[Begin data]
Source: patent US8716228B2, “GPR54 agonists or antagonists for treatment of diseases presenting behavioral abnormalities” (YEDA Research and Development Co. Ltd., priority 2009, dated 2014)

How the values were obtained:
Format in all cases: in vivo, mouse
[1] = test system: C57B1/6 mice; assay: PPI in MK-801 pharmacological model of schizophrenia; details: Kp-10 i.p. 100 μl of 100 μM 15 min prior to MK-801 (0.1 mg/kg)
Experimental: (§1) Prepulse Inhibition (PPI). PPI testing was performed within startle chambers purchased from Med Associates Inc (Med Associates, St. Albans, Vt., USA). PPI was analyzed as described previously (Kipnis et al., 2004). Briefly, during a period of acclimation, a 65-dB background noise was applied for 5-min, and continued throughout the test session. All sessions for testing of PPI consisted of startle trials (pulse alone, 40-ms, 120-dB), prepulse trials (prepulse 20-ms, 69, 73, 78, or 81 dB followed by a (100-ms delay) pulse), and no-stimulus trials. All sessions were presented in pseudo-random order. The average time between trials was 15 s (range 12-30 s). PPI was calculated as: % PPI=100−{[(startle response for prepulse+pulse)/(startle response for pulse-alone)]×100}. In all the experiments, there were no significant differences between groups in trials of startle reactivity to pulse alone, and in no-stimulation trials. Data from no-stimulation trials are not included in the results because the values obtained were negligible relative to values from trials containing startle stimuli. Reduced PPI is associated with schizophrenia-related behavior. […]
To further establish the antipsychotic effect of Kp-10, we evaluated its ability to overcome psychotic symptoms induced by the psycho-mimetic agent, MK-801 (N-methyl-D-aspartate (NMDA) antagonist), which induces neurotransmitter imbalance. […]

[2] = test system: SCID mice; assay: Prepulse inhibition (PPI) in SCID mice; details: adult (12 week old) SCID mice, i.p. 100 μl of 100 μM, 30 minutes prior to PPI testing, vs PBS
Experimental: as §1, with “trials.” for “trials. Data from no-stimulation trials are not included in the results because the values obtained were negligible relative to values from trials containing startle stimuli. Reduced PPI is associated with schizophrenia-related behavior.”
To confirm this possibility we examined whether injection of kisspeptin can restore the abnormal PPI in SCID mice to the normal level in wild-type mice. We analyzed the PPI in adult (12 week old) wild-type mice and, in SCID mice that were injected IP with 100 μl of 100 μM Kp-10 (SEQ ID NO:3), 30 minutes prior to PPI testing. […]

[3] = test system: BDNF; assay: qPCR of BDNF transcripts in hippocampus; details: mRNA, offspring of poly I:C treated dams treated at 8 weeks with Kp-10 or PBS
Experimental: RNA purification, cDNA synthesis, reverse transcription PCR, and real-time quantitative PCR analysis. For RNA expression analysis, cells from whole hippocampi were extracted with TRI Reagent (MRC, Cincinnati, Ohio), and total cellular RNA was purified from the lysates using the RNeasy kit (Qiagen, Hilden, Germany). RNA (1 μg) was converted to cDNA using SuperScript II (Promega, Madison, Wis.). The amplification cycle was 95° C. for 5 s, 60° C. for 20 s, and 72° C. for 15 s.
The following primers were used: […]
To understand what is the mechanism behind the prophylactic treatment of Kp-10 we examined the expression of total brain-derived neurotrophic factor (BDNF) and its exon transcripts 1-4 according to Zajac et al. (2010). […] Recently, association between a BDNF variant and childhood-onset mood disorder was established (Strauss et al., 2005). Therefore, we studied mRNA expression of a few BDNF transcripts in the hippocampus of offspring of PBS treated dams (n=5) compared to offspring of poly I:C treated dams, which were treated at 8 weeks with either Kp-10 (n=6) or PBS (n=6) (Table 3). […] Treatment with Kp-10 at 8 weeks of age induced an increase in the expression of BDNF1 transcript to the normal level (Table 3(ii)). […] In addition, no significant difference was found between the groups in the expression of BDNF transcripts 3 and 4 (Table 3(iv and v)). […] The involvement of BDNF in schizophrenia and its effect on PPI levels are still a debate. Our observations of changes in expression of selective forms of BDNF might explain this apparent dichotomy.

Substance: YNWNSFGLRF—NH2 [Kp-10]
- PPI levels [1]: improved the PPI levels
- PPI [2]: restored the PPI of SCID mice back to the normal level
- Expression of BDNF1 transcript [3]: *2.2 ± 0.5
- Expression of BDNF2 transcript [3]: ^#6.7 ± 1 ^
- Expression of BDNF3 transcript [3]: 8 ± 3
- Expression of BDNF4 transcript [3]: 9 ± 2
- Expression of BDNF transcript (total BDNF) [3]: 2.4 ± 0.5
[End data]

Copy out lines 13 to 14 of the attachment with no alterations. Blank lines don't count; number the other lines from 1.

To understand what is the mechanism behind the prophylactic treatment of Kp-10 we examined the expression of total brain-derived neurotrophic factor (BDNF) and its exon transcripts 1-4 according to Zajac et al. (2010). […] Recently, association between a BDNF variant and childhood-onset mood disorder was established (Strauss et al., 2005). Therefore, we studied mRNA expression of a few BDNF transcripts in the hippocampus of offspring of PBS treated dams (n=5) compared to offspring of poly I:C treated dams, which were treated at 8 weeks with either Kp-10 (n=6) or PBS (n=6) (Table 3). […] Treatment with Kp-10 at 8 weeks of age induced an increase in the expression of BDNF1 transcript to the normal level (Table 3(ii)). […] In addition, no significant difference was found between the groups in the expression of BDNF transcripts 3 and 4 (Table 3(iv and v)). […] The involvement of BDNF in schizophrenia and its effect on PPI levels are still a debate. Our observations of changes in expression of selective forms of BDNF might explain this apparent dichotomy.

Substance: YNWNSFGLRF—NH2 [Kp-10]